On March 20, the National Credit Union Administration Board, acting as liquidating agent for five failed credit unions, filed suit against HSBC USA in the Eastern District Court of Virginia.  NCUA alleged that HSBC breached its duties as trustee for 37 RMBS trusts from which the credit unions had purchased $2.37 billion in certificates.  In particular, NCUA alleges that HSBC failed to enforce loan originators’ repurchase obligations in connection with alleged breaches of representations and warranties about the loans in the trusts, failed to prudently address servicer or master servicer defaults, and failed to ensure proper conveyance of the loan files to the trusts.  NCUA asserts claims for breach of contract, breach of fiduciary duty, negligence, negligent misrepresentation, breach of the covenant of good faith, violation of the Streit Act, and violation of the Trust Indenture Act.  Complaint.

Appellate Court Affirms in Part Denial of Moody’s Motion to Dismiss Fraud Claims

On March 20, the Appellate Division, Fourth Department, of the Supreme Court of New York affirmed in part and reversed in part the lower court’s denial of Defendant Moody Investor Services, Inc.’s motions to dismiss two actions filed against it arising out of credit ratings Moody’s assigned to CDO certificates.  The court held that Plaintiffs’ fraud claims were sufficiently pled because, although Moody’s credit ratings were statements of opinion, not fact, Plaintiffs adequately alleged that Moody’s did not believe its opinions when it issued the ratings.  The court held that the trial court erred, however, in denying Moody’s motion to dismiss Plaintiffs’ negligent misrepresentation claims because Plaintiffs failed to plead that a special or privity-like relationship existed between Plaintiffs and Moody’s and failed to adequately allege that Moody’s knew the CDOs would be marketed to Plaintiffs.  Opinion.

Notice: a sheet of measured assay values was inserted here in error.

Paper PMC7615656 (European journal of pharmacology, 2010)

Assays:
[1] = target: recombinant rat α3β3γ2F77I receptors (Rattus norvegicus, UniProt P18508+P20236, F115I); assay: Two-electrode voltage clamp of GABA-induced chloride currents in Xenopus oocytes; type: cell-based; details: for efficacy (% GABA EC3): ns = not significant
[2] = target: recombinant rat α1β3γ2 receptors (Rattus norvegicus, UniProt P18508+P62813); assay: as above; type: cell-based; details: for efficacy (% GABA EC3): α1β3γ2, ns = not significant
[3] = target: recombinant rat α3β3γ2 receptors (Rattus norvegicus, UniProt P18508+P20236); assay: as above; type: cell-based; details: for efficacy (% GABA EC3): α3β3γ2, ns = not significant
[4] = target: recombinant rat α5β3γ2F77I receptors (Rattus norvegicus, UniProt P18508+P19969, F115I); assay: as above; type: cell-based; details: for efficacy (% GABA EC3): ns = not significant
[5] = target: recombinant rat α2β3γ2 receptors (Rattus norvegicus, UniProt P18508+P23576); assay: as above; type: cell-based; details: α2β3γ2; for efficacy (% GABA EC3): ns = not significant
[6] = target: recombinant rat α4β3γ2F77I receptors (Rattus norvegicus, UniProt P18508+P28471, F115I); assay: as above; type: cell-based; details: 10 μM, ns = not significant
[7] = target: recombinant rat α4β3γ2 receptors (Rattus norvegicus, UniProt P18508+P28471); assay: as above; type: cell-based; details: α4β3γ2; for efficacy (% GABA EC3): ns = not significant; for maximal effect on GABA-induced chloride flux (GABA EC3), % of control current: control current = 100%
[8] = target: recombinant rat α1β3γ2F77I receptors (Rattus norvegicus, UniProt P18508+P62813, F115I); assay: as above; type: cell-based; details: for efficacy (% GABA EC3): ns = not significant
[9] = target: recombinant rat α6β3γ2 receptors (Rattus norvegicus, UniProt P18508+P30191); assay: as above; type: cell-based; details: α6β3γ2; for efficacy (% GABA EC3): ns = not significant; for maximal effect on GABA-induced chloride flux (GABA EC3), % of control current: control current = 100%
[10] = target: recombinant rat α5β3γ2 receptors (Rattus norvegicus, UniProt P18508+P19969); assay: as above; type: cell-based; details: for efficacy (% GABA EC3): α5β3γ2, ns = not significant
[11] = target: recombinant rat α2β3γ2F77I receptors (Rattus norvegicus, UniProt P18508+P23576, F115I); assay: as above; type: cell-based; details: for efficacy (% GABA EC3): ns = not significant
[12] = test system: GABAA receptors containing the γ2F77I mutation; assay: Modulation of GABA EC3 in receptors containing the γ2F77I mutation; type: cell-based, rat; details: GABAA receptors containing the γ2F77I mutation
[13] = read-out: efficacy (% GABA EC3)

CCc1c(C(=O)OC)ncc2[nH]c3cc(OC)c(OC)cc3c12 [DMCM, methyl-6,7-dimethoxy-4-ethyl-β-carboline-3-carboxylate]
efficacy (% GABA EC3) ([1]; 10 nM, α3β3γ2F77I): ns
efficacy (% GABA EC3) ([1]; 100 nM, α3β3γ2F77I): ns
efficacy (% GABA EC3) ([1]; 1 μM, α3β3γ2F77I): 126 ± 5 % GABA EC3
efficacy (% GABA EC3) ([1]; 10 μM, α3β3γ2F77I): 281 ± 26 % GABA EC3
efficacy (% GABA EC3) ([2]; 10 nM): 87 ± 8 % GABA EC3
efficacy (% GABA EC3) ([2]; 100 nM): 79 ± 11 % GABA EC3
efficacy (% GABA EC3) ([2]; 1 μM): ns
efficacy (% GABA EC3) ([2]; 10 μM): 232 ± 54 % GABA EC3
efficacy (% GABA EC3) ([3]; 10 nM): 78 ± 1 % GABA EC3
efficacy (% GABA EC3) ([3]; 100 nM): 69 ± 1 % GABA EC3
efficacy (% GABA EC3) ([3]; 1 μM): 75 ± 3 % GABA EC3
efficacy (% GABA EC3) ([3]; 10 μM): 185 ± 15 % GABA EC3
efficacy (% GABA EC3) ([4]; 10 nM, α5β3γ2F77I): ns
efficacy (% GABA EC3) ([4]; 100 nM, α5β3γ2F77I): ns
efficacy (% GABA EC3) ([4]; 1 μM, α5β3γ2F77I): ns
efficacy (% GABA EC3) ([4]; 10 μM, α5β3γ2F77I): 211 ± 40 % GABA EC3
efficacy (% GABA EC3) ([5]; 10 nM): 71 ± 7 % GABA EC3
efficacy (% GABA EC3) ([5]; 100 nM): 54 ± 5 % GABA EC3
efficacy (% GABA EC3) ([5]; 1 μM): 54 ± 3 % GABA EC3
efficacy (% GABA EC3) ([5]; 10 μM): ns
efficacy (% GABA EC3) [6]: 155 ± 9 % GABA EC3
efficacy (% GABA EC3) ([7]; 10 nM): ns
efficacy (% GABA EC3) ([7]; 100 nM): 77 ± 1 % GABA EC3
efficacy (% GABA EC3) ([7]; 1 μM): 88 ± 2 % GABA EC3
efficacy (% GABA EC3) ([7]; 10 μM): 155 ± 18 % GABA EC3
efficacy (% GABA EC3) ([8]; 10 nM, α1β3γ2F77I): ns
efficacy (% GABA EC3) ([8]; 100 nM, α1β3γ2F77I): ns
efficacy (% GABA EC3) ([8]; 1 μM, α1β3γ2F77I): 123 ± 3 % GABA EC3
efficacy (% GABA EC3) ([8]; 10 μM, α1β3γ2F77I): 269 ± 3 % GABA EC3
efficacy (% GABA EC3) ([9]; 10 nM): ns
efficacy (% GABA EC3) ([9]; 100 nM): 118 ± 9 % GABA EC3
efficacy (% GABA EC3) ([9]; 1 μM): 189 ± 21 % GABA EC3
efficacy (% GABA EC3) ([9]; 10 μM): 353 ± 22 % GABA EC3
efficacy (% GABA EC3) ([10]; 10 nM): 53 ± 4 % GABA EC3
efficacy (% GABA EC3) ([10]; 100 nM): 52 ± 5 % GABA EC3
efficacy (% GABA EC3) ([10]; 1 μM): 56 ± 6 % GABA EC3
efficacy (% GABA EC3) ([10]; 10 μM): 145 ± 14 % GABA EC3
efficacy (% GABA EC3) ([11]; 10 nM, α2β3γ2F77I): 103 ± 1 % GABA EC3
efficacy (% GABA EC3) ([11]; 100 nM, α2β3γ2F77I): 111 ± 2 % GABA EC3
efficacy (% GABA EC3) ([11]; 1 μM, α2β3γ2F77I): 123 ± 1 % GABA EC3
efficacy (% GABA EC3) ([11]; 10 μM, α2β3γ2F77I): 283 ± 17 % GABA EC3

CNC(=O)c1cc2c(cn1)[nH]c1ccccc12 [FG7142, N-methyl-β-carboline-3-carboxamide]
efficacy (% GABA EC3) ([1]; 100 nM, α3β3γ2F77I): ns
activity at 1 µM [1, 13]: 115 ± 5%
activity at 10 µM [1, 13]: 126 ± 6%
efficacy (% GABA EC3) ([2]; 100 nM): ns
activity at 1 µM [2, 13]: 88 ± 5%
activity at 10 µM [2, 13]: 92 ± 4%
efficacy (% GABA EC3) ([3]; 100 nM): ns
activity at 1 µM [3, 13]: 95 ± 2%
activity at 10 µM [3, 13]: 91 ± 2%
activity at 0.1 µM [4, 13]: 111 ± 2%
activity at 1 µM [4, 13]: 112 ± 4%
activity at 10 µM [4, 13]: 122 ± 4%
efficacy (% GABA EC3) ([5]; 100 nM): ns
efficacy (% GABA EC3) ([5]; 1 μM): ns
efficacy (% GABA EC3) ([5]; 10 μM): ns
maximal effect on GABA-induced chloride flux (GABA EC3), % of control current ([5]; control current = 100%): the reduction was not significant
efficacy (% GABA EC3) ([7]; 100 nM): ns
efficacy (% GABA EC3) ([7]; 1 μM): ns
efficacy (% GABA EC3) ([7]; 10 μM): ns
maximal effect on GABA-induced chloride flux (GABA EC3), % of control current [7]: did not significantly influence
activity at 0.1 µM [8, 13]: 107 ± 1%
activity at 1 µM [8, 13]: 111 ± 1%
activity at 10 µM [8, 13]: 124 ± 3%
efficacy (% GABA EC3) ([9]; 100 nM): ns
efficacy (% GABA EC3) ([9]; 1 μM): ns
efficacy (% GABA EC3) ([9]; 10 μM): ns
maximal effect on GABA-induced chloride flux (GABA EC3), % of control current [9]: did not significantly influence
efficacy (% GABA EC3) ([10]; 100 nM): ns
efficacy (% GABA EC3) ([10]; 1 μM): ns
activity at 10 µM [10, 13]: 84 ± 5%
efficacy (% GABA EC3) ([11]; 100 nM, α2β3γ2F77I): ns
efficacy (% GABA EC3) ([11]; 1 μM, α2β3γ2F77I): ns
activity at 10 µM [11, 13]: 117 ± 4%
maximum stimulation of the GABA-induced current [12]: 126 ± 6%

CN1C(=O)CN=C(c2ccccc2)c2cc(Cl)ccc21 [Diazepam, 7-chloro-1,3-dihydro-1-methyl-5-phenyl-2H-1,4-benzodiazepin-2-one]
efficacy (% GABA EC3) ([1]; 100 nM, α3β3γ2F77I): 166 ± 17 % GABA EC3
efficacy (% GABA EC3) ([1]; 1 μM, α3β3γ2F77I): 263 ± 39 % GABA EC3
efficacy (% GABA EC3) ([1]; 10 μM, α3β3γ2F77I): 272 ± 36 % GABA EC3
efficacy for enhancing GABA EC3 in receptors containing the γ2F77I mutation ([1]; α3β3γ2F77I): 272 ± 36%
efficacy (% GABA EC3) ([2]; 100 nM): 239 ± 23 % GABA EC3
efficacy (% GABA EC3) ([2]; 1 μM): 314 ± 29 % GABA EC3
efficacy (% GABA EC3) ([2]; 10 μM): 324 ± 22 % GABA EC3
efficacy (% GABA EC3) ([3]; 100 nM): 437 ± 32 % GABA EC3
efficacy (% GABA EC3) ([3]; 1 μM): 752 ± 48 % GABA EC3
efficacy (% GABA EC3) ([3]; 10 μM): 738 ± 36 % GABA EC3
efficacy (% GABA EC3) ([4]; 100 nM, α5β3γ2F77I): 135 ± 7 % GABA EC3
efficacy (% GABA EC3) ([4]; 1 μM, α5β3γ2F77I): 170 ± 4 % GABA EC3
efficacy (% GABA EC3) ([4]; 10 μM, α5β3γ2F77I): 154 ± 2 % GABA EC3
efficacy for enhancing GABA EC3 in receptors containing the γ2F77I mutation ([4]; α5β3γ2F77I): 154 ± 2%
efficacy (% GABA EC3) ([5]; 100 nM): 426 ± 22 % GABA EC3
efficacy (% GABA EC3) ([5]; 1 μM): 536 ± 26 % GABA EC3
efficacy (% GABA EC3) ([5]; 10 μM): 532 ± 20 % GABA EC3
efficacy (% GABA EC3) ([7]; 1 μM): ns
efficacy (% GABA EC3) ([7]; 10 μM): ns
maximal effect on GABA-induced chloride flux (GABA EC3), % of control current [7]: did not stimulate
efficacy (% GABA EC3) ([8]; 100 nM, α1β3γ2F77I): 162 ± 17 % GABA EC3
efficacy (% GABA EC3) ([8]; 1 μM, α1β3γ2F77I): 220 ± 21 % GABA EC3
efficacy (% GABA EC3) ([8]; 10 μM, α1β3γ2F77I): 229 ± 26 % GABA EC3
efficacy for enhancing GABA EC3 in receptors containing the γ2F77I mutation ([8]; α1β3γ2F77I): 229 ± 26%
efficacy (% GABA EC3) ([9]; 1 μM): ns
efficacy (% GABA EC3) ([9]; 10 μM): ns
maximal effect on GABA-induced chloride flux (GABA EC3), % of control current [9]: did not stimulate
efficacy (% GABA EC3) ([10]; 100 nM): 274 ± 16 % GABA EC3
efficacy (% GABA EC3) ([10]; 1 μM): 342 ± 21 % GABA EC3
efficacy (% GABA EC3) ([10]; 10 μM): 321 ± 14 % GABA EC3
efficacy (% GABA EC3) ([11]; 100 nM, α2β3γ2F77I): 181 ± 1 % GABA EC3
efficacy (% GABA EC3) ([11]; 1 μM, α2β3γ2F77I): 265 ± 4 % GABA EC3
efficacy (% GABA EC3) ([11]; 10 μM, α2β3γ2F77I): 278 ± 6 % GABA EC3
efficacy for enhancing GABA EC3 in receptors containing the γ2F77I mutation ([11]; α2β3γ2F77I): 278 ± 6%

RBS Motion to Dismiss RMBS Fraud Claim Granted in Part

On March 20, U.S. District Judge Paul G. Gardephe of the Southern District of New York granted in part and denied in part Defendants’ motion to dismiss a complaint filed by several HSH Nordbank affiliates against several RBS affiliates relating to Plaintiffs’ investment in RMBS issued or underwritten by RBS.  The court held that Plaintiffs sufficiently alleged fraudulent intent in connection with alleged misstatements concerning the underlying loans’ compliance with underwriting guidelines, but failed to do so in connection with alleged misstatements concerning the loans’ LTV and CLTV ratios, and owner occupancy rates, as well as the RMBS certificates’ credit ratings and the validity of the assignment of the mortgages to the RMBS trusts.  The court thus allowed Plaintiffs’ fraud and aiding and abetting fraud claims to proceed as to alleged misstatements concerning compliance with underwriting guidelines only.  The court separately dismissed Plaintiffs’ claims for negligent misrepresentation and fraudulent concealment due to the absence of privity, as well as Plaintiffs’ claim for rescission based on mutual mistake.  Order.